Practice point: A contract clause is one for liquidated damages if the amount of actual loss is incapable or difficult of precise estimation, and the stipulated amount of damages bears a reasonable proportion to the probable loss. Whether a contractual provision represents a liquidated damages provision is a question of law.
Student note: Liquidated damages provisions will be upheld only if the amount fixed is a reasonable measure of the probable actual loss in the event of a breach. If the amount fixed is grossly disproportionate to the amount of actual damages, then the liquidated damages provision amounts to a penalty and will not be enforced.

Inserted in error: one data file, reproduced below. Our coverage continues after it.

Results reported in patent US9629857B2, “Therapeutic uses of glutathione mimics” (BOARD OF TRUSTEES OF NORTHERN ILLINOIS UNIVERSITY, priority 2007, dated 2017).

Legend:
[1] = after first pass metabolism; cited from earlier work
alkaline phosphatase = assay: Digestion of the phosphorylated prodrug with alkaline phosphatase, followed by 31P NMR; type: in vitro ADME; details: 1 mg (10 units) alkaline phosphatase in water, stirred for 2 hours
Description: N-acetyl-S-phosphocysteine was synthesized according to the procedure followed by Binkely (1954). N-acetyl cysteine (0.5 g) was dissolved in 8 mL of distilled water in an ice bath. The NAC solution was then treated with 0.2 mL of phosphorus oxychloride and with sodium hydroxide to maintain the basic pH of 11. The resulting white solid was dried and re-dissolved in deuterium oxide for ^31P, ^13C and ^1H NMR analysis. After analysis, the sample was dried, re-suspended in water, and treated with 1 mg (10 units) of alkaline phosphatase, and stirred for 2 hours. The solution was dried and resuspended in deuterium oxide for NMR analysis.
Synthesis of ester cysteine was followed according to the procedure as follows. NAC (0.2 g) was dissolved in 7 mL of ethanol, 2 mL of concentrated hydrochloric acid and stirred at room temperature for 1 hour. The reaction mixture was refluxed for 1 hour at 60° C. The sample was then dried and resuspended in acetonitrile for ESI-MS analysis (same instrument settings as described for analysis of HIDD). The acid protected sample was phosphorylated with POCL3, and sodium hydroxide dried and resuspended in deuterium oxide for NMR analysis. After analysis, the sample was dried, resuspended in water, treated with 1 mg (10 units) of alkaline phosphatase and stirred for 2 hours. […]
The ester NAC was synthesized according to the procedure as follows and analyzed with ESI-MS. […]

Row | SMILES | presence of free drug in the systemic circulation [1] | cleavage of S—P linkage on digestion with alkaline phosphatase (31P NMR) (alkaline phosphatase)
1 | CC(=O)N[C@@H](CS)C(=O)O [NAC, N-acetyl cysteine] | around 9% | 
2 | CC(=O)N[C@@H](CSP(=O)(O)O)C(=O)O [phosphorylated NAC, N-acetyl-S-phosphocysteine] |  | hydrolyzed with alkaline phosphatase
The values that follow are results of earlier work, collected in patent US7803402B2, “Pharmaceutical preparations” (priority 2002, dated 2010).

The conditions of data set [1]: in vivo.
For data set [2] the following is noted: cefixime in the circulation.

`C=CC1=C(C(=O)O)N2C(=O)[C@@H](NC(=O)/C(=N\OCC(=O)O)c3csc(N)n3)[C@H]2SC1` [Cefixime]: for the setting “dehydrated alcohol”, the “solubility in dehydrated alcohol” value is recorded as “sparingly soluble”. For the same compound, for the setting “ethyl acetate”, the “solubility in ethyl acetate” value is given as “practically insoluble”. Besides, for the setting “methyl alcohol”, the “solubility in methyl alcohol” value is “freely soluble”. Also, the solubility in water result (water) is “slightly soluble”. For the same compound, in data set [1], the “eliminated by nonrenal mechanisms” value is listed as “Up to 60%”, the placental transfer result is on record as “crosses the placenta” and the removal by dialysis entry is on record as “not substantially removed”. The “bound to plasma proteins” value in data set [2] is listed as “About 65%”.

Case: G3-Purves St., LLC v. Thomson Purves, LLC, NY Slip Op 06919 (2d Dept. 2012).
Tomorrow’s issue: Leave to amend to increase the ad damnum clause.